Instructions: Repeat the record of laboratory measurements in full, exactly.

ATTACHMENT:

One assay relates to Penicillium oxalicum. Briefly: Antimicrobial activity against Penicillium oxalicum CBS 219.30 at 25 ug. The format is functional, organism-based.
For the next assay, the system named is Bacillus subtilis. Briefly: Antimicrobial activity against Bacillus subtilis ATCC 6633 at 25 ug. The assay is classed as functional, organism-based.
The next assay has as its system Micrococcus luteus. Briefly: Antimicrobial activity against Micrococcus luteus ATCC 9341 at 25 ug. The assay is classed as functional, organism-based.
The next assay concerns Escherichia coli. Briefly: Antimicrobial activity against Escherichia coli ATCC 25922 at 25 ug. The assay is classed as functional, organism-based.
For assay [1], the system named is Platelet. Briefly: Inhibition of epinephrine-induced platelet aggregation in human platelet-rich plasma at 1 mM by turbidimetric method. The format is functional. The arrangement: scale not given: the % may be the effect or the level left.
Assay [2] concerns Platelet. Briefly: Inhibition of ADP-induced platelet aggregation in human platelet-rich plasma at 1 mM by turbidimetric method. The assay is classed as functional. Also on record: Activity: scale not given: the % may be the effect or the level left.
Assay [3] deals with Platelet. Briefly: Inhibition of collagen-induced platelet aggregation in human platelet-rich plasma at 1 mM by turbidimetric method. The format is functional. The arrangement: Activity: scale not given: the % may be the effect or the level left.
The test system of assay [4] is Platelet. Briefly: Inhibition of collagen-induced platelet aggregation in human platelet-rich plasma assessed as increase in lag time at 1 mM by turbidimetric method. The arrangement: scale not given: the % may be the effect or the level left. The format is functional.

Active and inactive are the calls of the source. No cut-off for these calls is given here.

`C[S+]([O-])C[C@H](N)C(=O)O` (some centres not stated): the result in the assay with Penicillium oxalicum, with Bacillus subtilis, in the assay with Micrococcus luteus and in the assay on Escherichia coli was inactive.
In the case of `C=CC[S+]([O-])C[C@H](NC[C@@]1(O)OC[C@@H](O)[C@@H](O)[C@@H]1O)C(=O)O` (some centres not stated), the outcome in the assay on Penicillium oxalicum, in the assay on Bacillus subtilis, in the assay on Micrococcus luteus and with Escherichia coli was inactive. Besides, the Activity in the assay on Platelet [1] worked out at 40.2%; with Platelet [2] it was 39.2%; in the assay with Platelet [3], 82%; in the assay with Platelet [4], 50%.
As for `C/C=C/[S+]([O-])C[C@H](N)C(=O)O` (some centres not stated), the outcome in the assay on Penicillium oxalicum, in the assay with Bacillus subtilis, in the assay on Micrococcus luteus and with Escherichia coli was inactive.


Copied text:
One assay relates to Penicillium oxalicum. Briefly: Antimicrobial activity against Penicillium oxalicum CBS 219.30 at 25 ug. The format is functional, organism-based.
For the next assay, the system named is Bacillus subtilis. Briefly: Antimicrobial activity against Bacillus subtilis ATCC 6633 at 25 ug. The assay is classed as functional, organism-based.
The next assay has as its system Micrococcus luteus. Briefly: Antimicrobial activity against Micrococcus luteus ATCC 9341 at 25 ug. The assay is classed as functional, organism-based.
The next assay concerns Escherichia coli. Briefly: Antimicrobial activity against Escherichia coli ATCC 25922 at 25 ug. The assay is classed as functional, organism-based.
For assay [1], the system named is Platelet. Briefly: Inhibition of epinephrine-induced platelet aggregation in human platelet-rich plasma at 1 mM by turbidimetric method. The format is functional. The arrangement: scale not given: the % may be the effect or the level left.
Assay [2] concerns Platelet. Briefly: Inhibition of ADP-induced platelet aggregation in human platelet-rich plasma at 1 mM by turbidimetric method. The assay is classed as functional. Also on record: Activity: scale not given: the % may be the effect or the level left.
Assay [3] deals with Platelet. Briefly: Inhibition of collagen-induced platelet aggregation in human platelet-rich plasma at 1 mM by turbidimetric method. The format is functional. The arrangement: Activity: scale not given: the % may be the effect or the level left.
The test system of assay [4] is Platelet. Briefly: Inhibition of collagen-induced platelet aggregation in human platelet-rich plasma assessed as increase in lag time at 1 mM by turbidimetric method. The arrangement: scale not given: the % may be the effect or the level left. The format is functional.

Active and inactive are the calls of the source. No cut-off for these calls is given here.

`C[S+]([O-])C[C@H](N)C(=O)O` (some centres not stated): the result in the assay with Penicillium oxalicum, with Bacillus subtilis, in the assay with Micrococcus luteus and in the assay on Escherichia coli was inactive.
In the case of `C=CC[S+]([O-])C[C@H](NC[C@@]1(O)OC[C@@H](O)[C@@H](O)[C@@H]1O)C(=O)O` (some centres not stated), the outcome in the assay on Penicillium oxalicum, in the assay on Bacillus subtilis, in the assay on Micrococcus luteus and with Escherichia coli was inactive. Besides, the Activity in the assay on Platelet [1] worked out at 40.2%; with Platelet [2] it was 39.2%; in the assay with Platelet [3], 82%; in the assay with Platelet [4], 50%.
As for `C/C=C/[S+]([O-])C[C@H](N)C(=O)O` (some centres not stated), the outcome in the assay on Penicillium oxalicum, in the assay with Bacillus subtilis, in the assay on Micrococcus luteus and with Escherichia coli was inactive.